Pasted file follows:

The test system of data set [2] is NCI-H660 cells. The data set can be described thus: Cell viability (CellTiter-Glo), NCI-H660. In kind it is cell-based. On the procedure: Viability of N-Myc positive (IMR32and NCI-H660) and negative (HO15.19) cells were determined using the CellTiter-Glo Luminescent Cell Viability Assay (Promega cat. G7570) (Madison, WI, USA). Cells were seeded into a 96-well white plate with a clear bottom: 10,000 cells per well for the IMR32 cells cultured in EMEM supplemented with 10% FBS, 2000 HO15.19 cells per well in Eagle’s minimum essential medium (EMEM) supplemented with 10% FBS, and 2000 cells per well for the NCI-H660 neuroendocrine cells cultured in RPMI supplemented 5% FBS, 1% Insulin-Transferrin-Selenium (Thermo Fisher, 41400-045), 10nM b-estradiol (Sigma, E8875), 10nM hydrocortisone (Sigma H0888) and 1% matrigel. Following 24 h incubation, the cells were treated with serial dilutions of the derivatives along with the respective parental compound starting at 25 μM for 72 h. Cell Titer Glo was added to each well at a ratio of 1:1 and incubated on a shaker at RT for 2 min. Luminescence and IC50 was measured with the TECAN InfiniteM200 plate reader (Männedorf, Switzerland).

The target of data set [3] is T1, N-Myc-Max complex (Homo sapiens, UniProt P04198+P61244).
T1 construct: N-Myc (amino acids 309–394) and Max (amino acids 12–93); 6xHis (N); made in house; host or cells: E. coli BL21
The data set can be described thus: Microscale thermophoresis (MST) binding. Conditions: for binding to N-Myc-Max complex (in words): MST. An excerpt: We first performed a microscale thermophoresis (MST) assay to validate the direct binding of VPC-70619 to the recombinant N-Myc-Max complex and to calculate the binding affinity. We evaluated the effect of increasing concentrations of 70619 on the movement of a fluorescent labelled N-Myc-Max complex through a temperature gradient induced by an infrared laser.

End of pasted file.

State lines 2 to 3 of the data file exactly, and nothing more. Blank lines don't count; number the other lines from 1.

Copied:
The target of data set [3] is T1, N-Myc-Max complex (Homo sapiens, UniProt P04198+P61244).
T1 construct: N-Myc (amino acids 309–394) and Max (amino acids 12–93); 6xHis (N); made in house; host or cells: E. coli BL21